FBI's widening corruption investigation leads to Taylor City Hall raid

by

comment
COURTESY OF FBI
  • Courtesy of FBI

The FBI raided Taylor City Hall, the home of Mayor Rick Sollars and several other locations Tuesday as part of an ongoing and wide-sweeping corruption investigation in Detroit and its suburbs.

FBI agents and members of the Detroit Area Public Corruption Task Force swooped into city hall around 10:30 a.m. and also raided the mayor's home on Hunter Circle.



Late Tuesday afternoon, the FBI declined to say what other locations were raided and what exactly authorities were investigating.

"The warrants were conducted as part of an ongoing public corruption investigation," Timothy R. Slater, special agent in charge of the FBI's Detroit office, says in a news release. "While I recognize the public's right to know what the FBI is doing on its behalf, we have a responsibility to protect the integrity of our investigation and, as importantly, we have a responsibility to protect the rights of individuals who have not been charged with any crimes."



No one was arrested Tuesday. The evidence likely will be presented to the U.S. Attorney's Office, which Slater said "will ultimately decide whether or not to prosecute."

The FBI's ongoing public corruption investigation has led to 17 convictions and criminal charges against at least 22 public officials and contractors, including towing magnate Gaper Fiore, trash titan Chuck Rizzo, Detroit City Councilman Gabe Leland and Clinton Township Trustee Dean Reynolds.

According to campaign finance records, Sollars received a $9,750 donation in 2013 from Rizzo Environmental Services, the trash-hauling contractor that has been at the center of the corruption investigation. Sollars also negotiated a no-bid contract with the company.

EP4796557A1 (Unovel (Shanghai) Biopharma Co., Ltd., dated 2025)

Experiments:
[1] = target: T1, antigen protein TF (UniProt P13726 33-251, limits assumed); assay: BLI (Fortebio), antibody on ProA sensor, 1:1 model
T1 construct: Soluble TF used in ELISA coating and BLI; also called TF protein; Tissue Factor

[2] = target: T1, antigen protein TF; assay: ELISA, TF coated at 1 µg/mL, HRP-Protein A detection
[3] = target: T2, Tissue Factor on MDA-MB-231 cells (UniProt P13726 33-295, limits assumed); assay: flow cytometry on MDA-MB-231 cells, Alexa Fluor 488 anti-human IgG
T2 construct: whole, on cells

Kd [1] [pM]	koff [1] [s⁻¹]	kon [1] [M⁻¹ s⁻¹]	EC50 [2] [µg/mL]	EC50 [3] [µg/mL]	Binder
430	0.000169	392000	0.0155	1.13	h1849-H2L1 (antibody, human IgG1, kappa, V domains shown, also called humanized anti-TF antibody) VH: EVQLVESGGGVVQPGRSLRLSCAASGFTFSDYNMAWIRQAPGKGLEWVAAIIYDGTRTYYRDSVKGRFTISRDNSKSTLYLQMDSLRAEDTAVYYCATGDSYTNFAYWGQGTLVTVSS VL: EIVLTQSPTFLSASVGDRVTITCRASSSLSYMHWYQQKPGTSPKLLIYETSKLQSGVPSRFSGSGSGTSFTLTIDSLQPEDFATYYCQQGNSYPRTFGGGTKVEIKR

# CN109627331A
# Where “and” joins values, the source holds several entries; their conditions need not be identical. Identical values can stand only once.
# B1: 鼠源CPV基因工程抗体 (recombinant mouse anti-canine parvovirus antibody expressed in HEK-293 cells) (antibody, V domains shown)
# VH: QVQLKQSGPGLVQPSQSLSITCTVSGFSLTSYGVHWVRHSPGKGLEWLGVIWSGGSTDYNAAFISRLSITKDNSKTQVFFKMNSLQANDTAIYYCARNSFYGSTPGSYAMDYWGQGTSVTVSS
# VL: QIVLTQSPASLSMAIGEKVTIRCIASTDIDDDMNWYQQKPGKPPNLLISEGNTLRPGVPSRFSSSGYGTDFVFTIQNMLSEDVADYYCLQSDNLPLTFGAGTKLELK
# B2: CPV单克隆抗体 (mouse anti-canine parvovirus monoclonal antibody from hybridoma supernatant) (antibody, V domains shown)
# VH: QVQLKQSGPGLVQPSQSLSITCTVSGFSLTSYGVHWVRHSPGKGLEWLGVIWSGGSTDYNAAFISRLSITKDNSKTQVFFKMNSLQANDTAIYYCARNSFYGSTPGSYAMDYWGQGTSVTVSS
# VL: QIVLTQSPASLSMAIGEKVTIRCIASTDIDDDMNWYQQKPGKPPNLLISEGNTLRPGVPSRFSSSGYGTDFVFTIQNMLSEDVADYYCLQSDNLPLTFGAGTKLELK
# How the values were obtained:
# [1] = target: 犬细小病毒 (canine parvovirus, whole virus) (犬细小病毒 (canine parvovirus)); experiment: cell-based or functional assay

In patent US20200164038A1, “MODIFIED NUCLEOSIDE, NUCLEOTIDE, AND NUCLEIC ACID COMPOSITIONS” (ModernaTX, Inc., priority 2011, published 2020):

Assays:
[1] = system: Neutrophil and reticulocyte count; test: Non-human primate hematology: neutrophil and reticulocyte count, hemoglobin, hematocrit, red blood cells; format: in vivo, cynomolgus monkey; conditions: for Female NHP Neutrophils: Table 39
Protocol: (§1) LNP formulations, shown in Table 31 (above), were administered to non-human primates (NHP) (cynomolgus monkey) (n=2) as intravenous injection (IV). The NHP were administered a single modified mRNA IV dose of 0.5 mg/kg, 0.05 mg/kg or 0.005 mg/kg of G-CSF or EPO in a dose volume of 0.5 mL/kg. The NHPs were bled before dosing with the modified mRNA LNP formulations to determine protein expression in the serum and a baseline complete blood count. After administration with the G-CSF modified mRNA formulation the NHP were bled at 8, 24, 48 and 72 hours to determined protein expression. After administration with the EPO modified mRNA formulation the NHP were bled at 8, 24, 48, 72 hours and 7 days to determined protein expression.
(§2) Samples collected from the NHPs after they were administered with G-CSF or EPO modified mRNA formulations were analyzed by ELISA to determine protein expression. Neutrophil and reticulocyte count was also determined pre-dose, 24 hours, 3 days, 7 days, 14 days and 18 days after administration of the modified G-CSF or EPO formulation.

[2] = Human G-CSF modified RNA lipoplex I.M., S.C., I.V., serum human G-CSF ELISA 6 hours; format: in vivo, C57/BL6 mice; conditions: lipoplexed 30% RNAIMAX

"If charges are ultimately filed, the substance of our investigation will become a matter of public record," Slater said. 

We welcome readers to submit letters regarding articles and content in Detroit Metro Times. Letters should be a minimum of 150 words, refer to content that has appeared on Detroit Metro Times, and must include the writer's full name, address, and phone number for verification purposes. No attachments will be considered. Writers of letters selected for publication will be notified via email. Letters may be edited and shortened for space.

Email us at letters@metrotimes.com.

Detroit Metro Times works for you, and your support is essential.

Our small but mighty local team works tirelessly to bring you high-quality, uncensored news and cultural coverage of Detroit and beyond.

Unlike many newspapers, ours is free – and we'd like to keep it that way, because we believe, now more than ever, everyone deserves access to accurate, independent coverage of their community.

Whether it's a one-time acknowledgement of this article or an ongoing pledge, your support helps keep Detroit's true free press free.